There can be nothing quite like a lush green lawn. Imagine stepping out into a nice freshly-mowed thick land healthy lawn, barefoot.

Maintaining a healthy lawn in all seasons could have several more benefits than looks. Apart from retaining the value of your property, well-maintained lawns can also prevent erosion by run-off water, improve flood control, and it could certainly give your kids an excellent turf to play and have fun.

Some suggestions for your lawn maintenance are discussed here in this article.  


Spring is the time you get your lawn ready for the growing season. 

It’s often the best time to do the first cutting of your lawn. Depending on the weather, the grass may begin to significantly grow at this time of the year. If you decide to mow, always remember not to do so when your lawn is wet. Wet mowing could spread diseases, and also, wet clippings tend to clog up lawnmower blades.


Summer heat may be detrimental to your lawn if you don’t take care of the necessary maintenance. If you take too long to mow, or if you water too little or too much, or ignore the signs of pests, your lawn could quickly become weak, and it could even die. 


After summer, it’s time to start preparing your lawn for winter. Autumn is a great time to restart your lawn treatment as the soil temperature may still be warm enough to stimulate grass growth.


Winter is a reasonably quiet season in the garden. There’re, however, a few things you can do to help keep your lawn in the best condition possible. You could mow only when necessary and look out for things like algae and worms, and moles. 

For some tips for a healthier lawn, from spring to fall, consider the points below. 

1. Mow Correctly At The Right Height

Mowing may seem simple enough, but every time you cut your grass, you either succeed or fail at creating a nice turf of lawn. Timely mowing will help you groom a turf that’s thick and healthy. If you mow incorrectly, your lawn could struggle to grow. Whenever you mow, never remove more than a third of the total leaf surface of each grass blade.

In summer, adjust the height of your mower to leave grass tall. Tall grass reduces water evaporation and may lead to deeper roots. Tall grass also shades the soil and prevents weeds from germinating. 

2. Raking

Raking is a great starting point when preparing your lawn for new growth. Raking helps to get rid of thatch. This is the layer of dead lawn between the green grass and the soil below. Thatch can be harmful to your lawn if left unraked. Thatch could also hinder your lawn from penetrating it as it grows.

Because grass can be tender, it’s advisable to rake when the lawn starts to green up. This signifies that the roots have firmly attached to the ground. To avoid damaging your lawn, use a flexible rake, although you should try to deeply rake away the thatch. 

3. Aerating When Necessary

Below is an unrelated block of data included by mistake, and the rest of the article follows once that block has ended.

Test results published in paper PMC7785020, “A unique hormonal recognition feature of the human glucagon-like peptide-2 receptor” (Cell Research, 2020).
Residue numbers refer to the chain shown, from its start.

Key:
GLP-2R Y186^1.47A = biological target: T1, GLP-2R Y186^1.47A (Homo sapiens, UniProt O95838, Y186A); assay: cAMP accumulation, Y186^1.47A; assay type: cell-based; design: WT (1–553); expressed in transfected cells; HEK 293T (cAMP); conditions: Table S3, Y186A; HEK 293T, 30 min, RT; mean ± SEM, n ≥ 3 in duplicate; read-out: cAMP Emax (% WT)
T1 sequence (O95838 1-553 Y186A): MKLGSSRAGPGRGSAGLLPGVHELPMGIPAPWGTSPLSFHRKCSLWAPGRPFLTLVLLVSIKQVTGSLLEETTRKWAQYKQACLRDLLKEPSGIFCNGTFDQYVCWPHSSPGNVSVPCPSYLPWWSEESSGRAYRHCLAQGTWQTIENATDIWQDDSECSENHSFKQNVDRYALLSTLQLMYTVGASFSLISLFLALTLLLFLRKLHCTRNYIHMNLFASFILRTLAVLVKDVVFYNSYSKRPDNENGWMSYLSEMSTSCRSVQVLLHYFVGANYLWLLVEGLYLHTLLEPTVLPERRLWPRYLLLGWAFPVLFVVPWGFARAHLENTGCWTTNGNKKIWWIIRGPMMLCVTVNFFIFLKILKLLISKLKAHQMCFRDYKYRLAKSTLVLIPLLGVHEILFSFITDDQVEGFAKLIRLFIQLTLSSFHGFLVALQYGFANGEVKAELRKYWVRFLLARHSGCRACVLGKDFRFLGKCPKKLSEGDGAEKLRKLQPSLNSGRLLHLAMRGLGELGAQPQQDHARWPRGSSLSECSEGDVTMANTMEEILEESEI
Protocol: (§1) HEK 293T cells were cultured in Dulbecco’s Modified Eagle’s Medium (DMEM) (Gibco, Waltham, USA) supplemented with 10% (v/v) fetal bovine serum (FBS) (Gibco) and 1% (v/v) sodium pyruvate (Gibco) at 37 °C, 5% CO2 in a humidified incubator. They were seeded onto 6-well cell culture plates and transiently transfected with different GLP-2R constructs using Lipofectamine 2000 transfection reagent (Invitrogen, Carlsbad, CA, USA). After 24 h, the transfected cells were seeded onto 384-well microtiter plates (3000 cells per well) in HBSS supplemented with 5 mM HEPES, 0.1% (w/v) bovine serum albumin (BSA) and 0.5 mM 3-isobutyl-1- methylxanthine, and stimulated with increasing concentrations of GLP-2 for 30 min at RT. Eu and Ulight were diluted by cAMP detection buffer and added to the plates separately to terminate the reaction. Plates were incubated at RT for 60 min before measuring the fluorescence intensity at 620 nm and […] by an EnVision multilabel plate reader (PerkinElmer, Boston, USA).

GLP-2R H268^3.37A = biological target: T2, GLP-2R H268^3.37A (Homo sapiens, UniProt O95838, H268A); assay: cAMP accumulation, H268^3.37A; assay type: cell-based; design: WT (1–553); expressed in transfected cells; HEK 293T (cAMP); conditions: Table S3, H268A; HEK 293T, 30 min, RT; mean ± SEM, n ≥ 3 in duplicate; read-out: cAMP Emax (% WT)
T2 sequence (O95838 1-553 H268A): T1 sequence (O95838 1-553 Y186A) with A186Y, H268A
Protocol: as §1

If there’s heavy traffic on your lawn, the soil beneath it could end up being compacted. If you notice moss, it could signify that the soil is compacted and needs to be aerated. 

When you aerate, you create openings that allow air and water to sip into the soil. When the soil is aerated, your lawn will receive all the nutrients it needs for healthy growth. 

You can hire a lawn aerator, or you could do it manually if need be. However, remember to aerate soil after the first weeds have sprouted. Doing so before could encourage the germination of weeds in the holes. 

4. Assess The Soil 

Grass thrives in soils with neutral pH. Spring may be a good time to assess the pH level of your soil. Your lawn may not grow very well if the pH level is outside the neutral level. 

Adding soil amendments like limestone can help optimise soil pH, but do so after getting the soil tested by experts who can advise you on how much lime or fertiliser you may need per square foot.

5. Overseeding 

Dog poo and too much traffic can lead to unwanted patches on your lawn. These can be fixed by overseeding. To overseed is to sow seed on existing lawn. Bare patches on your lawn may need grass seed to fill up the patches. 

When you overseed your lawn, be sure to apply a starter fertiliser and keep the new seed moist until it has sprouted. Overseeding can also be an excellent way to replenish your lawn and add new grass varieties. 

6. Fertilise

There’re different ways of fertilising your lawn. It can be done by topdressing with compost or using a mulching mower if you prefer fast-acting fertilisers. 

7. Apply Pre-Emergent Herbicides 

If you prefer a weed-free lawn, you may need to use a pre-emergent or post-emergent herbicide.

Pre-emergent herbicides kill weeds before their seedlings can even emerge. Post-emergent herbicides, on the other hand, kill the weeds after they’ve sprouted. Remember that you can’t overseed after using pre-emergent herbicides because the lawn seeds will not sprout. 

8. Service The Lawn Mower 

Spring is a great time to give your lawnmower a good service. It’s advisable to give your mower a tune-up at least once a year. One of the vital tune-up tasks is sharpening the mower blades. Sharp mower blades sever the grass plants, leading to a nice green lawn rather than one with torn and ragged tips.

9. Water Properly

For healthy summer grass, water your lawn deeply but not frequently. Try to keep it nice a moist but not flooded. 

10. Avoid Damaging The Lawn

Dog poo, litter, and too much trampling can lead to patches of dead grass in your lawn. Pick up litter and avoid parking on the lawn if you want to maintain a healthy and green lawn.


Lawn care depends on the weather conditions in your region. If, for example, you’ve snow in your area, then you might want to begin your lawn maintenance when the snowing is over. Lawn care has the advantage of adding of retaining the value of your property.